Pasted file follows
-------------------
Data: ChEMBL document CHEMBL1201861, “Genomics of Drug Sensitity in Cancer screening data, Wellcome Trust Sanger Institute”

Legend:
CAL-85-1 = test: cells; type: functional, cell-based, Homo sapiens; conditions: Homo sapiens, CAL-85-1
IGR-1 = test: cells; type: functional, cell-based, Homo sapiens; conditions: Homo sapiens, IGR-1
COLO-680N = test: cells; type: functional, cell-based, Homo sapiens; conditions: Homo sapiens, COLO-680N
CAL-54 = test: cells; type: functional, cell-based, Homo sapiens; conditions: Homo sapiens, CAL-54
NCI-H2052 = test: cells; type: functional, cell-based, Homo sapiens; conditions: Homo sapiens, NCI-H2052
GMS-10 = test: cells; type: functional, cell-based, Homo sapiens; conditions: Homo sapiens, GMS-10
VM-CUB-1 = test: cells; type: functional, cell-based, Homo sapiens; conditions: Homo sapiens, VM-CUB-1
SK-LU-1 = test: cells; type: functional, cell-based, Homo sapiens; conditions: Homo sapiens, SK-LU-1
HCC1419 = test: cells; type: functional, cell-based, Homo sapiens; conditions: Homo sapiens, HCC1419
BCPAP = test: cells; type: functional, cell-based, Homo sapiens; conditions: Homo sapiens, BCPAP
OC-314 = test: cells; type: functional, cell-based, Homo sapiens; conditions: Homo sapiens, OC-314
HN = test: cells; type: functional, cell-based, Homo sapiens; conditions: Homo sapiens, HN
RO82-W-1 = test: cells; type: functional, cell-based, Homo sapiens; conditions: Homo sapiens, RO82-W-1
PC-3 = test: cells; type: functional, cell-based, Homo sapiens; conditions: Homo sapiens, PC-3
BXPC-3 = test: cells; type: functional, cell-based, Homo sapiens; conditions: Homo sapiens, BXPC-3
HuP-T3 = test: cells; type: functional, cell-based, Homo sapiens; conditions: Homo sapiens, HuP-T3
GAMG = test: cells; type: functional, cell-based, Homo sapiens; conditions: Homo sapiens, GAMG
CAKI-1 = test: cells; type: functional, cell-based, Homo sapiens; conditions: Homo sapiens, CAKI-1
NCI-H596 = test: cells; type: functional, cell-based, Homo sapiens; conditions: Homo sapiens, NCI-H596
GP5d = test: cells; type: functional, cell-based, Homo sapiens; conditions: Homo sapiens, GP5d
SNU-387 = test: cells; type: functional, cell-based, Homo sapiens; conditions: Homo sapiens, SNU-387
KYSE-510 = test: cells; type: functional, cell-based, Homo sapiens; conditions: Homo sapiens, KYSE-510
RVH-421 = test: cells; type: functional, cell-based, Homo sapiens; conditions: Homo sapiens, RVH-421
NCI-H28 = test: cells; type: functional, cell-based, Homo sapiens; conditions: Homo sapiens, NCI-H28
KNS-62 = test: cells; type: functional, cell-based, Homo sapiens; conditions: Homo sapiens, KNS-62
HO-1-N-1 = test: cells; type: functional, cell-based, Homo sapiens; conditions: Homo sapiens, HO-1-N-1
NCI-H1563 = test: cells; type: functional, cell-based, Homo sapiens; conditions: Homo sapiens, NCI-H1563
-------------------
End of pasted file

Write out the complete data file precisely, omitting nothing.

Data: ChEMBL document CHEMBL1201861, “Genomics of Drug Sensitity in Cancer screening data, Wellcome Trust Sanger Institute”

Legend:
CAL-85-1 = test: cells; type: functional, cell-based, Homo sapiens; conditions: Homo sapiens, CAL-85-1
IGR-1 = test: cells; type: functional, cell-based, Homo sapiens; conditions: Homo sapiens, IGR-1
COLO-680N = test: cells; type: functional, cell-based, Homo sapiens; conditions: Homo sapiens, COLO-680N
CAL-54 = test: cells; type: functional, cell-based, Homo sapiens; conditions: Homo sapiens, CAL-54
NCI-H2052 = test: cells; type: functional, cell-based, Homo sapiens; conditions: Homo sapiens, NCI-H2052
GMS-10 = test: cells; type: functional, cell-based, Homo sapiens; conditions: Homo sapiens, GMS-10
VM-CUB-1 = test: cells; type: functional, cell-based, Homo sapiens; conditions: Homo sapiens, VM-CUB-1
SK-LU-1 = test: cells; type: functional, cell-based, Homo sapiens; conditions: Homo sapiens, SK-LU-1
HCC1419 = test: cells; type: functional, cell-based, Homo sapiens; conditions: Homo sapiens, HCC1419
BCPAP = test: cells; type: functional, cell-based, Homo sapiens; conditions: Homo sapiens, BCPAP
OC-314 = test: cells; type: functional, cell-based, Homo sapiens; conditions: Homo sapiens, OC-314
HN = test: cells; type: functional, cell-based, Homo sapiens; conditions: Homo sapiens, HN
RO82-W-1 = test: cells; type: functional, cell-based, Homo sapiens; conditions: Homo sapiens, RO82-W-1
PC-3 = test: cells; type: functional, cell-based, Homo sapiens; conditions: Homo sapiens, PC-3
BXPC-3 = test: cells; type: functional, cell-based, Homo sapiens; conditions: Homo sapiens, BXPC-3
HuP-T3 = test: cells; type: functional, cell-based, Homo sapiens; conditions: Homo sapiens, HuP-T3
GAMG = test: cells; type: functional, cell-based, Homo sapiens; conditions: Homo sapiens, GAMG
CAKI-1 = test: cells; type: functional, cell-based, Homo sapiens; conditions: Homo sapiens, CAKI-1
NCI-H596 = test: cells; type: functional, cell-based, Homo sapiens; conditions: Homo sapiens, NCI-H596
GP5d = test: cells; type: functional, cell-based, Homo sapiens; conditions: Homo sapiens, GP5d
SNU-387 = test: cells; type: functional, cell-based, Homo sapiens; conditions: Homo sapiens, SNU-387
KYSE-510 = test: cells; type: functional, cell-based, Homo sapiens; conditions: Homo sapiens, KYSE-510
RVH-421 = test: cells; type: functional, cell-based, Homo sapiens; conditions: Homo sapiens, RVH-421
NCI-H28 = test: cells; type: functional, cell-based, Homo sapiens; conditions: Homo sapiens, NCI-H28
KNS-62 = test: cells; type: functional, cell-based, Homo sapiens; conditions: Homo sapiens, KNS-62
HO-1-N-1 = test: cells; type: functional, cell-based, Homo sapiens; conditions: Homo sapiens, HO-1-N-1
NCI-H1563 = test: cells; type: functional, cell-based, Homo sapiens; conditions: Homo sapiens, NCI-H1563